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Investigation into various strategies to achieve stable ammonia combustion in a spark-ignition engine

Uddeen, Kalim, Almatrafi, Fahad, Shi, Hao, Tang, Qinglong, Parnell, Jamie, Peckham, Mark and Turner, James 2023. Investigation into various strategies to achieve stable ammonia combustion in a spark-ignition engine. Presented at: 16th International Conference on Engines & Vehicles for Sustainable Transport, Capri, Italy, 10-14 September 2023. SAE Technical Papers. SAE International, 10.4271/2023-24-0040

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Ammonia (NH3) is a carbon-free fuel, which could partially or completely eliminate hydrocarbon (HC) fuel demand. Using ammonia directly as a fuel has some challenges due to its low burning speed and low flammability range, which generates unstable combustion inside the combustion chamber. This study investigated the effect of two different compression ratios (CRs) of 10.5 and 12.5 on the performance of ammonia combustion by using a conventional single spark-ignition (SI) approach. It was found that at a lower CR of 10.5, the combustion was unstable even at advanced spark timing (ST) due to poor combustion characteristics of ammonia. However, increasing the CR to 12.5 improved the engine performance significantly with lower cyclic variations. In addition, this research work also observed the effect of multiple spark ignition strategies on pure ammonia combustion and compared it with the conventional SI approach for the same operating conditions. Multiple flames were generated by four spark plugs, which were mounted at equal intervals on the periphery of a customized metal liner and one additional spark plug was fitted at the top of the cylinder head. The results illustrated that adding more spark ignition sites builds higher in-cylinder pressure and temperature, which further burned the charge rapidly. This produced higher engine efficiency, lower combustion duration, and reduced cycle-to-cycle variations. Additionally, multiple spark plugs together were used to ignite a lean case of air-fuel equivalence ratio, λ: 1.2, and compare it with the stoichiometry condition of λ: 1.0. Furthermore, a Cambustion fast NO and NO2 analyzer was used to precisely record the NO and NO2 concentrations during ammonia combustion. It was observed that firing multiple spark plugs produced higher NOx emissions than the single spark plug case, considered to be due to the higher in-cylinder temperature generated by the creation of multiple flame kernels.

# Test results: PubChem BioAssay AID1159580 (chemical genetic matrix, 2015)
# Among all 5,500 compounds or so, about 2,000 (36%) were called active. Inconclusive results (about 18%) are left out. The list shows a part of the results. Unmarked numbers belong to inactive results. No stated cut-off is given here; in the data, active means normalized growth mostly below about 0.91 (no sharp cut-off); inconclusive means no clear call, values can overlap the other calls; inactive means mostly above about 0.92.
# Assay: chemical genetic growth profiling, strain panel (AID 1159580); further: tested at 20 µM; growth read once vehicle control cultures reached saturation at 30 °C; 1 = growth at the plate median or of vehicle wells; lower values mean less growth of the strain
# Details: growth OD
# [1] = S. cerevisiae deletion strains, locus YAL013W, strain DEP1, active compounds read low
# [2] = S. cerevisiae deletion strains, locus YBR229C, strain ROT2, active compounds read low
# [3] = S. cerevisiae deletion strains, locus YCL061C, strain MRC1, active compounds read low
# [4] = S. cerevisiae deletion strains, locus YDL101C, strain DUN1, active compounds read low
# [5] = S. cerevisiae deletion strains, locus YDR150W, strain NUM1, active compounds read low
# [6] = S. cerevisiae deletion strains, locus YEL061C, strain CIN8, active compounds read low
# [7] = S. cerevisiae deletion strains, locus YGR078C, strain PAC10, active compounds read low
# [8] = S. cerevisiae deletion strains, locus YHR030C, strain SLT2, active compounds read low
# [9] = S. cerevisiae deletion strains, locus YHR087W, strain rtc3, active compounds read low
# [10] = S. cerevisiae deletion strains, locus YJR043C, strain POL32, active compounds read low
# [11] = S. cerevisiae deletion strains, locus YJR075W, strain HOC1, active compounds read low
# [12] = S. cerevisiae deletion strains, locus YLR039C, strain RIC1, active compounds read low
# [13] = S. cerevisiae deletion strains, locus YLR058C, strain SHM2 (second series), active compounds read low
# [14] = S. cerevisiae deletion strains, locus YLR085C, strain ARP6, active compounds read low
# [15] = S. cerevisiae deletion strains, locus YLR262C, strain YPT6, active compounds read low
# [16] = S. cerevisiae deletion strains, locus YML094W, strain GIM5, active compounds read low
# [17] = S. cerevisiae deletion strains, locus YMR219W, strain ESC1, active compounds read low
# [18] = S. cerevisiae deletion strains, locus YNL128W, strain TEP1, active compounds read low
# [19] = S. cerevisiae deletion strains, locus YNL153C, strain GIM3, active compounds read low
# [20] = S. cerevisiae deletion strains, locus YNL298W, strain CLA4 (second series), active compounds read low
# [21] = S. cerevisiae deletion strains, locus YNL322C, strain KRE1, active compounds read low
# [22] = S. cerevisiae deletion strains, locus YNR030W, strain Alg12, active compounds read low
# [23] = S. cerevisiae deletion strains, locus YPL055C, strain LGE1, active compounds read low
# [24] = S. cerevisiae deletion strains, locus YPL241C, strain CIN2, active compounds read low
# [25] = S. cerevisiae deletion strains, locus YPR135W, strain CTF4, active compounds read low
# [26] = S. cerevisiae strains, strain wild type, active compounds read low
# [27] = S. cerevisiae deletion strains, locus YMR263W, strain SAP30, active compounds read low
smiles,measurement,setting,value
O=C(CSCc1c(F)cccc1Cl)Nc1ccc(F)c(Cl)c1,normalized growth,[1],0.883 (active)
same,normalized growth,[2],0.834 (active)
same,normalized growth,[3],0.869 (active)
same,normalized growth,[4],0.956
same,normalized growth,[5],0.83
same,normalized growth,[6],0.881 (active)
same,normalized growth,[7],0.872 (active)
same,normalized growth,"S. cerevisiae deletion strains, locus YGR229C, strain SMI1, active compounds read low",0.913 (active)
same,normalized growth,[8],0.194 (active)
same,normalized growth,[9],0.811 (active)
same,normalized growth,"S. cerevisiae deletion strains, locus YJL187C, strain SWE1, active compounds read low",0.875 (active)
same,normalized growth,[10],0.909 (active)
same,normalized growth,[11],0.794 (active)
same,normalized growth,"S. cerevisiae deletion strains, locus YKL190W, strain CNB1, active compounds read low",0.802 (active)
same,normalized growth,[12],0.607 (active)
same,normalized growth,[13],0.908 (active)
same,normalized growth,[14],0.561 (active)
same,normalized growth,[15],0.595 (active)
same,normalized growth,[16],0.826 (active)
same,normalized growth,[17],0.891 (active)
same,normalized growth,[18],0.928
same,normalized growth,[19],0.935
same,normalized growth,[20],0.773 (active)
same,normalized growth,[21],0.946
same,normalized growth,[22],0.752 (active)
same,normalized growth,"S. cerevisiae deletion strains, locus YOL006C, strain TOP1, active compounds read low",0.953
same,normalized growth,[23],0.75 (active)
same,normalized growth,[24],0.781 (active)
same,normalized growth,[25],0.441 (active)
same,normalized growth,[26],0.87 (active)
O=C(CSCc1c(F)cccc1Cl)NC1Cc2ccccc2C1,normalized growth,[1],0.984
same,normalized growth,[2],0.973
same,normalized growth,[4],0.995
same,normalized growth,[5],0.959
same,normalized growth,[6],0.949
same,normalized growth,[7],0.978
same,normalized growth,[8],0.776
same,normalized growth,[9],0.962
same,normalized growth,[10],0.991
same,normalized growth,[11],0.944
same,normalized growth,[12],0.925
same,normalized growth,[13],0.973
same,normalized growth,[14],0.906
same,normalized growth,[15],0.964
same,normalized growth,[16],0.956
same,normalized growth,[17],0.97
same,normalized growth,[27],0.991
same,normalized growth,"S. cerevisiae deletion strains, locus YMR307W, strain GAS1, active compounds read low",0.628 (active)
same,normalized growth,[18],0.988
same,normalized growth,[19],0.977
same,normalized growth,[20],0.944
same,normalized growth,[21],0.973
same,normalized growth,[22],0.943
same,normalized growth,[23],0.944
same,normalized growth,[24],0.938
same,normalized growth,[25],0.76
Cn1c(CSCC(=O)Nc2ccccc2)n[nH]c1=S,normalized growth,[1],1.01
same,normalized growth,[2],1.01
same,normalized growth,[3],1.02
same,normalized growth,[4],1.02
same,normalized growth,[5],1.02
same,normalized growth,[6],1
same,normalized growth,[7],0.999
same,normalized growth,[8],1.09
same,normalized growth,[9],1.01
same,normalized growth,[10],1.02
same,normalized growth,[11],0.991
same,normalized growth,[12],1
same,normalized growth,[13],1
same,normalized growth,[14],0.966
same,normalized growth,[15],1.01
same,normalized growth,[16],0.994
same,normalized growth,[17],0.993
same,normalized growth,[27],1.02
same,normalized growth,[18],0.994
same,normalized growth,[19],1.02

Item Type: Conference or Workshop Item (Paper)
Date Type: Publication
Status: Published
Schools: Engineering
Publisher: SAE International
ISSN: 0148-7191
Last Modified: 02 Nov 2023 11:00

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